This is a proper traditional ballad where all the main characters end up unhappy and/or dead. Just for once, it features a young lady whose parents approve of her choice of life-partner but, needless to say, there’s a fly in the ointment. In this case it’s her brothers, who want her to marry a rich young lord. They promise to kill her unsuitable suitor, and are as good as their word, inviting him a to a fair, then doing him over with a couple of sticks (although in the interests of efficiency, and preserving the internal rhyme scheme, they might have done better to have used knives).
I learned this from an Irish traveller, Josie Connors, via the VWML cassette Early in the Month of Spring. This cassette presented recordings of Irish travellers made by Jim Carroll and Pat Mackenzie in various unromantic locations (e.g. an illegal camp underneath the Westway flyover in North Kensington) in and around London – Josie Connors, I think was recorded at Langley, near Slough. Most if not all of those recordings are now available on the Musical Traditions CD From Puck to Appleby.
The notes to that CD say
The plot of The Constant Farmer’s Son was used in the 14th century by Boccaccio in The Decameron and later made the subject of poems: by Nuremberg poet Hans Sachs in the 16th century and, in the early 19th century, by John Keats in his Isabella and the Pot of Basil.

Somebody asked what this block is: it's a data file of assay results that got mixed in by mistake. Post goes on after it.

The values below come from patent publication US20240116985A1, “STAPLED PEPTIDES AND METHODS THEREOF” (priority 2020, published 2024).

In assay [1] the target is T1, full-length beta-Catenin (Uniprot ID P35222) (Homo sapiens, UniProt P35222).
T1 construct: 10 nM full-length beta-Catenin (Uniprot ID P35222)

Based on an older song, The Bramble Briar or Bruton Town, which has been described as ‘probably the song with the longest history in the English tradition’, it owes its continued popularity to its appearance on nineteenth century broadsides. A version from Hertfordshire in 1914 gives it as ‘Lord Burling’s (or Burlington’s) Sister or The Murdered Serving Man.
As well as being found widely in England, it is very popular in Ireland, though it has only appeared in print there a couple of times. It is included in the Sam Henry Collection which gives four sources and, more recently it was included in Fermanagh singer John Maguire’s autobiographical Come Day, Go Day, God Send Sunday. Josie learned it from her mother, a Dublin Traveller.
About twenty years ago I sang this song in a ballad session at Sidmouth. The collector Keith Summers was sitting near me. When I’d finished the song he just leaned across and said “You got it boy”. That’s one of those cryptic remarks which I may well have misinterpreted, but I’ve always taken it as a huge compliment from a man who had spent an enormous amount of time in the company of traditional singers.
The Constant Farmer’s Son